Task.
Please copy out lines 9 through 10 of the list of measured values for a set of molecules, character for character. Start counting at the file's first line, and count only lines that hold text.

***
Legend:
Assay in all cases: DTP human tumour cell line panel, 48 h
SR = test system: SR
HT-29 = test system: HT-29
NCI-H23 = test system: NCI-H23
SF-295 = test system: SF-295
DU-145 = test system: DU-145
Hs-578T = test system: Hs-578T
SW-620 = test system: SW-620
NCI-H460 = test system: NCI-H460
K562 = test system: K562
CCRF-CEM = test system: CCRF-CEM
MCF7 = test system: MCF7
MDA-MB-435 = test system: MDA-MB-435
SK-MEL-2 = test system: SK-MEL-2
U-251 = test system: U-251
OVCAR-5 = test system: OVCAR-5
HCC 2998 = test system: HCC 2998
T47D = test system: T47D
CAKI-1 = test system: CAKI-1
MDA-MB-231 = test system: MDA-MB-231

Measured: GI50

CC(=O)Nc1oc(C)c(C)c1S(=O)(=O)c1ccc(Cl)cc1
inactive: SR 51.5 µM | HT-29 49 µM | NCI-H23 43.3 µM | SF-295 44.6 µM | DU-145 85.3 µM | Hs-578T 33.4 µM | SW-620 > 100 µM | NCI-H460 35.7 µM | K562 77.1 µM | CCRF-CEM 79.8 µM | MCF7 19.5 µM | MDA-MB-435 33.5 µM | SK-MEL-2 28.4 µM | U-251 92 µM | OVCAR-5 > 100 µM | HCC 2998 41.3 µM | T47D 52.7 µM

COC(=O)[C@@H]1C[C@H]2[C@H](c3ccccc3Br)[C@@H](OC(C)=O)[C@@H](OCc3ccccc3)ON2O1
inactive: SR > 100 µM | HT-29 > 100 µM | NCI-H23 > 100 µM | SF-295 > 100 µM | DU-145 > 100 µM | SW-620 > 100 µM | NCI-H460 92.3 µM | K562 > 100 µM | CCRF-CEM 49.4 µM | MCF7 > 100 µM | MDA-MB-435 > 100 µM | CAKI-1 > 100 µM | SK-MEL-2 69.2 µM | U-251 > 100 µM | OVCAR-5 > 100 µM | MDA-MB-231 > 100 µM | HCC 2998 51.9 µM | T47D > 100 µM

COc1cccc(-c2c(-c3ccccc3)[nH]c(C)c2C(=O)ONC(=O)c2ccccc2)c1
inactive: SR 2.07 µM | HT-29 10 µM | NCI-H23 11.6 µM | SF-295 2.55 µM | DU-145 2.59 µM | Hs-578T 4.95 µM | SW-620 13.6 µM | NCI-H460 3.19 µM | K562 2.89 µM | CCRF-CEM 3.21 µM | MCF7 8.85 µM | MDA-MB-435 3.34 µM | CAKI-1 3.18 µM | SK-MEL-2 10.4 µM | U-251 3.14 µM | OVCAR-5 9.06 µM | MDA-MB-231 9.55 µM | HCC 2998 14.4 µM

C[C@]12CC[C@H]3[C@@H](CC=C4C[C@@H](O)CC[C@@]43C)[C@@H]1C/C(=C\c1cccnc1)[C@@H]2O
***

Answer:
SW-620 = test system: SW-620
NCI-H460 = test system: NCI-H460